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CONCORD, New Hampshire (AP) – More than a dozen wild bee species critical to pollinizing everything from blueberries to apples in New England are on the decline, according to a new study.
Researchers from the University of New Hampshire wanted to understand if the documented declines hitting honeybees and bumblebees were also taking a toll on the lesser studied bee species in New Hampshire.
So, they examined 119 species in the state from a museum collection at the college dating back 125 years. Writing in the peer-reviewed journal Insect and Conservation Diversity this month, Sandra Rehan and Minna Mathiasson concluded 14 species found across New England were on the decline by as much as 90 percent. Several of them are leafcutter and mining bees, which, unlike honeybees, nest in the ground.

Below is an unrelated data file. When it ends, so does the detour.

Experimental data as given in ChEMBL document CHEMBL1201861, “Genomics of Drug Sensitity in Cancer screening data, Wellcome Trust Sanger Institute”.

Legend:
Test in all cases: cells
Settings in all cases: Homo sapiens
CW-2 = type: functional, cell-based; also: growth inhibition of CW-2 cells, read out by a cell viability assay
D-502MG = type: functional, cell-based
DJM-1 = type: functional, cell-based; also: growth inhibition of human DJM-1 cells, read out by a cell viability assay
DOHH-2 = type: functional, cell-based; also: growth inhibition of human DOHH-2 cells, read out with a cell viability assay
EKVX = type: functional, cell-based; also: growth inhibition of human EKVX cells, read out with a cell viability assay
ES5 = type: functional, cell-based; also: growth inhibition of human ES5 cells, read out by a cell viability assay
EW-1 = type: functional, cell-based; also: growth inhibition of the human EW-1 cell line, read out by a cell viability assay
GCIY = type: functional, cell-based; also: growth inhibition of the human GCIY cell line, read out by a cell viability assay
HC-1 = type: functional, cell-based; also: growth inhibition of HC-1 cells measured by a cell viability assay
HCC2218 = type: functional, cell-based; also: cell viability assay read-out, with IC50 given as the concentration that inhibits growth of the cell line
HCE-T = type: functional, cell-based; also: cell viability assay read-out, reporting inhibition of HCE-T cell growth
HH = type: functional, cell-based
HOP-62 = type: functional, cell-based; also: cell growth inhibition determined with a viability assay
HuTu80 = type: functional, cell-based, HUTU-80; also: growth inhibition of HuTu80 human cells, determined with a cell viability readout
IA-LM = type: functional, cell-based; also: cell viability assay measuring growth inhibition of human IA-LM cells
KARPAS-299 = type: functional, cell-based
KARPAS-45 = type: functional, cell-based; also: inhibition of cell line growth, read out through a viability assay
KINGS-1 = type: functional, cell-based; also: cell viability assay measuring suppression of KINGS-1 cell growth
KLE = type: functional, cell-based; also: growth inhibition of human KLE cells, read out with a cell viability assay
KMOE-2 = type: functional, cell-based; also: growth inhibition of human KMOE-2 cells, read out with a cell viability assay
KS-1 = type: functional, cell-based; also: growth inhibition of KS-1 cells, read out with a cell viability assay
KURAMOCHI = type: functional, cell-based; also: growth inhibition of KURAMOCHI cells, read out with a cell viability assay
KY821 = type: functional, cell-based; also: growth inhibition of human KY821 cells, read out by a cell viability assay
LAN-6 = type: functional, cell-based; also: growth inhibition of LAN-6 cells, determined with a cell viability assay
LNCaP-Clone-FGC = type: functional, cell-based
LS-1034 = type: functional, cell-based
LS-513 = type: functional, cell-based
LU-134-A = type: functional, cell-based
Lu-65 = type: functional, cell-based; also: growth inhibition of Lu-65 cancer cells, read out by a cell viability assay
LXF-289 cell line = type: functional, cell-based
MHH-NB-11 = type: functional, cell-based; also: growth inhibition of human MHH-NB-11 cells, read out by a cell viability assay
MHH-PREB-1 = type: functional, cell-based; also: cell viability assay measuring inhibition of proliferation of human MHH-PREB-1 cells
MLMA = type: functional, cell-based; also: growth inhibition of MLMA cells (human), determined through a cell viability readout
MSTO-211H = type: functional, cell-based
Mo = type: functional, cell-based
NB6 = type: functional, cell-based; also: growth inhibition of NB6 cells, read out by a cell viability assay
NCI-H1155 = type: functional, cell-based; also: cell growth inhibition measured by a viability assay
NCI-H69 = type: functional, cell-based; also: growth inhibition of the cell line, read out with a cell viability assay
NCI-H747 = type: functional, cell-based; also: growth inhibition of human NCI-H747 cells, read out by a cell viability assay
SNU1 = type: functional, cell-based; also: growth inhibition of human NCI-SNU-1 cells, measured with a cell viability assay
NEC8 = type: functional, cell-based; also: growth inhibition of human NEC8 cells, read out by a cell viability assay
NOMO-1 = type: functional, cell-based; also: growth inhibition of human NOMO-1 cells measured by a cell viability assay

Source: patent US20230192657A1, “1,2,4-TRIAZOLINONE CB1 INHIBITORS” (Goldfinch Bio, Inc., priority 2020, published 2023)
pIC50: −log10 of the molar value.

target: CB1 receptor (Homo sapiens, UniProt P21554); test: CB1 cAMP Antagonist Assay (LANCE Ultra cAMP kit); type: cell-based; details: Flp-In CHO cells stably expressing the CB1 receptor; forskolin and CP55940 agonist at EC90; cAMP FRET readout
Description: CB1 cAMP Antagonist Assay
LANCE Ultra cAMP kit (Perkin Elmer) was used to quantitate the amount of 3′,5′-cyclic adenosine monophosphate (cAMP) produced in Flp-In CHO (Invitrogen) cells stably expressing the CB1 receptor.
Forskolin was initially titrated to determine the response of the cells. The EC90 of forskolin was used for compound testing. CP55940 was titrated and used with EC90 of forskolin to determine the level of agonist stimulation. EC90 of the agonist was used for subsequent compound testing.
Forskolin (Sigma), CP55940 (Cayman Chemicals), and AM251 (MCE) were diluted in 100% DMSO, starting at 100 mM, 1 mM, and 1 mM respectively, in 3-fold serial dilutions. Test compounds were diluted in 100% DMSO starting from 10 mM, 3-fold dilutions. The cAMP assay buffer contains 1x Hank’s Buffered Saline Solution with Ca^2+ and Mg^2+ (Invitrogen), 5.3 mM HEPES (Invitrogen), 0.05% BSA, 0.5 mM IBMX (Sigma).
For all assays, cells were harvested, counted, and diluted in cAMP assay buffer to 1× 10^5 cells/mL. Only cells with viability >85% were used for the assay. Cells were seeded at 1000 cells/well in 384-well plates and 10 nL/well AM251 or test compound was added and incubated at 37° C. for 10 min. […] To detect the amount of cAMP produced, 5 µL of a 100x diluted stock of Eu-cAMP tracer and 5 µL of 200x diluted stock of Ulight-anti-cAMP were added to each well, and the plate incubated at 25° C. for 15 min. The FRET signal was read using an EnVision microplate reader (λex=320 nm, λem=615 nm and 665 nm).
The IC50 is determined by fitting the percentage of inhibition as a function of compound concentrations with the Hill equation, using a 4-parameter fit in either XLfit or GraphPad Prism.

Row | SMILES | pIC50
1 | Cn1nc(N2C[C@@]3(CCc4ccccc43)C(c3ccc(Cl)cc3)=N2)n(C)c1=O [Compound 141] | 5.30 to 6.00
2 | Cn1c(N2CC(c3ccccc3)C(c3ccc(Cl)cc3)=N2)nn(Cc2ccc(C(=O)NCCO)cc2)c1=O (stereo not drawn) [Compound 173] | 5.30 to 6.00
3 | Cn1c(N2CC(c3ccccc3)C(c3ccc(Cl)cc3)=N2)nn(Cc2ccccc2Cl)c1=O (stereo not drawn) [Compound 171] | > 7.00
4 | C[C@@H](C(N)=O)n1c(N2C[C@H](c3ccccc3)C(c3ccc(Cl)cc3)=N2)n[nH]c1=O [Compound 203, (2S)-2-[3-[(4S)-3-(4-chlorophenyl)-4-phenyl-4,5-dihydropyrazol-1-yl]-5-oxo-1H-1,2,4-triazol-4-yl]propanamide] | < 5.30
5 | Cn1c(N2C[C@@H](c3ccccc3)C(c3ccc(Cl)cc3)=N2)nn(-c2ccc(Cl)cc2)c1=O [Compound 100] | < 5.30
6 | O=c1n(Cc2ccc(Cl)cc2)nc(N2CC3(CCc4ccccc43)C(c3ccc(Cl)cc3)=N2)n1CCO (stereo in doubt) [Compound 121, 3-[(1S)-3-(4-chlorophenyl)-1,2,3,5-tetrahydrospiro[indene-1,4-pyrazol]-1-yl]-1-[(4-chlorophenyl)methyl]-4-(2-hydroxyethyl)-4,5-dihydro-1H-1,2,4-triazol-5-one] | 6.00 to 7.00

“We know that wild bees are greatly at risk and not doing well worldwide,” Dr. Rehan, assistant professor of biological sciences and the senior author on the study, said in a statement. “This status assessment of wild bees shines a light on the exact species in decline, beside the well-documented bumble bees. Because these species are major players in crop pollination, it raises concerns about compromising the production of key crops and the food supply in general.”
Bees have been on the decline for more than a decade across the globe and scientists have blamed a range of factors including insecticides called neonicotinoids, parasites, disease and lack of a diverse food supply. Bees are critical pollinators and about one-third of the human diet comes from plants that are pollinated by insects.